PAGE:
Having just completed my first Transatlantic Cruise, I thought it may be time to tell all about it. Let me start by saying this was cruise number 10 and I don’t even know how to swim! I’m actually afraid to be (standing or snorkeling) in water over my head. The first day (of 5 continuous) at sea while sitting out on the balcony I thought it was kind of cool. Of course at this point I could still occasionally see land or another ship. The second day I saw one other ship. After that, nothing! And I do mean absolutely nothing but water all the way around the ship as far as one could see. On deck seven of the Crown Princess you can walk all the way around outside, which takes you from the very front to the very back of the ship. The distance is something like 2.7 times around equals 1 mile. Of course the first few times around you can’t help but stop to peer over the edge at both the front and back, a very strange feeling indeed. There are of course the usual thoughts like “if something happens to the ship out here in the middle of nowhere how long would it take anyone to find us”? This thought is immediately followed by another “if something happens out here in the middle of nowhere, in the middle of the ocean, does it really matter”? Of course this type of thinking is irrational because everyone on the ship knows they are in good hands with the captain and the crew and all the modern conveniences like maps, radar, maybe even a compass and satellites. But looking out at the water, especially the black at night it’s very easy to forget these rational thoughts.
Okay, so you’ve tried to forget that you’re in the middle of nowhere and what better way to do this than to find a place to eat. No problem. There is food anywhere, anytime. Gone are the days of the “Midnight Buffet”. Food is available 24 hours a day. We signed up for regular dining (same time, same place every day), but were waitlisted since we booked the cruise so late. We opted to just stay with “anytime” dining which worked out well. You go to eat in either of the 2 formal dining rooms at anytime between 6 and 10, with the option of either sitting alone or joining others. We always joined others, a great way to make new friends! Anytime dining gave us the freedom to dine on our schedule although one drawback (unless you’re very disciplined-which you shouldn’t be on a cruise) may be that because your dining schedule varies, you aren’t “programmed” into the regular ships schedule. For instance, when you have early assigned dining it’s usually so that you can attend the late show, and vice versa, when you have late assigned seating you’ll probably attend the early performance of the show. With “anytime” dining we tended to miss the shows completely because we weren’t on a specific schedule and didn’t plan accordingly. Another drawback to “anytime” dining is the fact that you don’t have the rapport with the wait staff that regular dining offers. It’s so nice to have someone actually remember that you like lemon in your tea or that you prefer decaf coffee. Regular wait staff also seems friendlier. (Could it be because their tip may be in jeopardy)? With “anytime” we did have the inconvenience of waiting to order until more people were seated at our table. One night in particular our waitress made four of us wait over 20 minutes before taking our order saying that she was waiting for the last two seats at our table to be filled. As it turned out no one else was seated at our table. No apology was offered by the waitress. From that night on we went to a different dining room and requested service as soon as we had at least four at the table.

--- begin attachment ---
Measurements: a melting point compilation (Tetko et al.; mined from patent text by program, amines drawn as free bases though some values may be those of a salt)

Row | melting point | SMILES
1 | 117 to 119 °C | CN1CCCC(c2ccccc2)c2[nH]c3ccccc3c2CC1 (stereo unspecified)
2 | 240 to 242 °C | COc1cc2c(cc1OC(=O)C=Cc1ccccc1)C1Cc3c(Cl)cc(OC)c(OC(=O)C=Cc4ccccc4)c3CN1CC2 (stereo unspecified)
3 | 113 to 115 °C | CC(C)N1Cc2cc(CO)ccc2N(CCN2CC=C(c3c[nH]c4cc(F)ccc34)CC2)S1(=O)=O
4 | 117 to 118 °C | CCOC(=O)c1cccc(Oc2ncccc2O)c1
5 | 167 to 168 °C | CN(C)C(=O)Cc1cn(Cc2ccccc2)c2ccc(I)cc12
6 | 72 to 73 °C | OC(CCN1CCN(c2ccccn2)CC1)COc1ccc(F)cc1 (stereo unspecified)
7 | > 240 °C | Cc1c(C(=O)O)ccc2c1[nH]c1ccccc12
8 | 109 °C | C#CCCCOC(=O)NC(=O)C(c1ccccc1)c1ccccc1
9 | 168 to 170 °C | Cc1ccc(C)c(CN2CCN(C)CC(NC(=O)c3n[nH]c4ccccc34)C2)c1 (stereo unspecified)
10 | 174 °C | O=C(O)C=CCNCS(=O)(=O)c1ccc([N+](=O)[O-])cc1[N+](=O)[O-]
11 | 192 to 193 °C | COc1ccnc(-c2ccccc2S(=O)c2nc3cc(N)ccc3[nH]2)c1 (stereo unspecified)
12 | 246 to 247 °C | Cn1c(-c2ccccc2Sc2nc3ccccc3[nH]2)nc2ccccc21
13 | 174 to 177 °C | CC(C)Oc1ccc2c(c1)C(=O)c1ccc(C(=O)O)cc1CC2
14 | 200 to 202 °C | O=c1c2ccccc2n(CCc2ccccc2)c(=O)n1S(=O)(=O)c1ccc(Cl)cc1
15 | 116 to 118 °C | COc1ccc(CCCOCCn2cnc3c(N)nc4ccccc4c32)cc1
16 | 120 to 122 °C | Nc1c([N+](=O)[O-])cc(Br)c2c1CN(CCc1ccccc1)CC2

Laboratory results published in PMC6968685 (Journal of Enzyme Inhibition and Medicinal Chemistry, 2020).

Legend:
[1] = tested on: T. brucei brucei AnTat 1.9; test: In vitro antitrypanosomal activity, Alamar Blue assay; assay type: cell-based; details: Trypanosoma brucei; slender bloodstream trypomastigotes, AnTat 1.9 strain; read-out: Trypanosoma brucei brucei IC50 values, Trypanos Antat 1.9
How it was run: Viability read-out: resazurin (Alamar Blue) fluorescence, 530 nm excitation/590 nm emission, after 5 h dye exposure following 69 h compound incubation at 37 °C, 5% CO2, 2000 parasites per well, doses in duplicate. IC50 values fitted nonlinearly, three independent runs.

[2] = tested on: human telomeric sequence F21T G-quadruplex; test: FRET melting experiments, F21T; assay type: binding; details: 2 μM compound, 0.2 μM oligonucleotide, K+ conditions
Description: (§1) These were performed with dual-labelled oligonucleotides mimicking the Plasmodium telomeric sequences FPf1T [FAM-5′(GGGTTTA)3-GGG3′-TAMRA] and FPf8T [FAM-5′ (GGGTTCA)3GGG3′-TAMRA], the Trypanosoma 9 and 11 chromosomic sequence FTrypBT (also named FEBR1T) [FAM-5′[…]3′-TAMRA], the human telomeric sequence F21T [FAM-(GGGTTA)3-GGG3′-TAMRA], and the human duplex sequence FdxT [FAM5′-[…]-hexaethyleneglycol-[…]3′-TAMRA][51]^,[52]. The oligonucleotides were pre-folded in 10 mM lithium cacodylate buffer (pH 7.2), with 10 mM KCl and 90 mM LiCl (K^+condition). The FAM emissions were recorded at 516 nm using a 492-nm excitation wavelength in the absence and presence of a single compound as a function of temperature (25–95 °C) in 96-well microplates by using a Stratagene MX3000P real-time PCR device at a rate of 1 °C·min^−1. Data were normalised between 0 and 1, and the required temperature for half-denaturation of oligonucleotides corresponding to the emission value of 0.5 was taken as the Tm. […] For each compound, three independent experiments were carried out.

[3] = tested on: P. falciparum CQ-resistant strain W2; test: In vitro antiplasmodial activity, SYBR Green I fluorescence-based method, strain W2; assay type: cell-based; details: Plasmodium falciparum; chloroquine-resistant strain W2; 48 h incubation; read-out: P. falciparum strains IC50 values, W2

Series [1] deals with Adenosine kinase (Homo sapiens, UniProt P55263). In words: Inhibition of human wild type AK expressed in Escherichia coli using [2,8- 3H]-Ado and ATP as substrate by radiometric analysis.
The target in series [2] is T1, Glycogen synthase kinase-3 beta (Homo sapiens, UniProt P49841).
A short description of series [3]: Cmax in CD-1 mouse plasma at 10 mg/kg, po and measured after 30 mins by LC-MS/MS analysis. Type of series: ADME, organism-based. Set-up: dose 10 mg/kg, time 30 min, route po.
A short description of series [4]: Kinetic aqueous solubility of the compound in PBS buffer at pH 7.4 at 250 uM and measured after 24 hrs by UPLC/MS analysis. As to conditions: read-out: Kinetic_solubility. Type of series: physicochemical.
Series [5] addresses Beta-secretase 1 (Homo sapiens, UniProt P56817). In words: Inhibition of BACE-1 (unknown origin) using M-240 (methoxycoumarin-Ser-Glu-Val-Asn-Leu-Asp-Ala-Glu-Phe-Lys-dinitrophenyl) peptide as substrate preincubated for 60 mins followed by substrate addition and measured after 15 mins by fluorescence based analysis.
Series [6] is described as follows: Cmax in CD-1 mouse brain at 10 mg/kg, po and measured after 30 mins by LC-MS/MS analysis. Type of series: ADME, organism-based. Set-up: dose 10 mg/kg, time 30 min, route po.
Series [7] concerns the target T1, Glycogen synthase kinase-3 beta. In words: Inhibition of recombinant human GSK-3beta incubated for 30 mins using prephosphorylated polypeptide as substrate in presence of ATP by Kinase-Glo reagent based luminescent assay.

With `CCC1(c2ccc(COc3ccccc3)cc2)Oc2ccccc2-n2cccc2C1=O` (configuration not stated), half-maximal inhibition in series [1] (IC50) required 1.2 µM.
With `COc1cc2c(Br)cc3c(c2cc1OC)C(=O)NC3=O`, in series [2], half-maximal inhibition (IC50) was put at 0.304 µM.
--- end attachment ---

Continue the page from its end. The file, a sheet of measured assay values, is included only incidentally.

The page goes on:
The food in the dining rooms aboard the Crown Princess was good and plentiful. I wouldn’t call it exceptional. There were options to pay extra at two upscale restaurants (Crown Grill and Sabatini’s) but we didn’t try them. Most people we spoke with that had been to them said the food was good, but just too much to eat and not worth the extra money. We were surprised to go past one of these restaurants and find maybe only 2 people dining there. I can’t imagine that this is a worth while operation paying all the extra staff for this restaurant with so few patrons. Perhaps we didn’t happen to see it when they were busy, or it was just the nature of the people on this particular cruise to not frequent these restaurants.